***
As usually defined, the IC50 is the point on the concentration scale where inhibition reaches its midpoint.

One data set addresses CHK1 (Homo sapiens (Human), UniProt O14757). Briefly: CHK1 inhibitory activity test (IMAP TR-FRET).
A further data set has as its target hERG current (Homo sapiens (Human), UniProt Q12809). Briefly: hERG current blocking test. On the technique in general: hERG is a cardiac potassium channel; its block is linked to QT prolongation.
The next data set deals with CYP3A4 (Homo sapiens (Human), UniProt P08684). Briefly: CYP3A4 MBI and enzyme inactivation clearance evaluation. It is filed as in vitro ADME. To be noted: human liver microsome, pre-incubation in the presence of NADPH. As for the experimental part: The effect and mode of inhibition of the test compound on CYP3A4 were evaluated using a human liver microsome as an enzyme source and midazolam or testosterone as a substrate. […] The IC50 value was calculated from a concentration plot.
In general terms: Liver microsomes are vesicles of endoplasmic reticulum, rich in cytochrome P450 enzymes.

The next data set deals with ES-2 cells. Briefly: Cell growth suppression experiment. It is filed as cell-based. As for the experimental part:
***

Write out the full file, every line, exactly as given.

As usually defined, the IC50 is the point on the concentration scale where inhibition reaches its midpoint.

One data set addresses CHK1 (Homo sapiens (Human), UniProt O14757). Briefly: CHK1 inhibitory activity test (IMAP TR-FRET).
A further data set has as its target hERG current (Homo sapiens (Human), UniProt Q12809). Briefly: hERG current blocking test. On the technique in general: hERG is a cardiac potassium channel; its block is linked to QT prolongation.
The next data set deals with CYP3A4 (Homo sapiens (Human), UniProt P08684). Briefly: CYP3A4 MBI and enzyme inactivation clearance evaluation. It is filed as in vitro ADME. To be noted: human liver microsome, pre-incubation in the presence of NADPH. As for the experimental part: The effect and mode of inhibition of the test compound on CYP3A4 were evaluated using a human liver microsome as an enzyme source and midazolam or testosterone as a substrate. […] The IC50 value was calculated from a concentration plot.
In general terms: Liver microsomes are vesicles of endoplasmic reticulum, rich in cytochrome P450 enzymes.

The next data set deals with ES-2 cells. Briefly: Cell growth suppression experiment. It is filed as cell-based. As for the experimental part: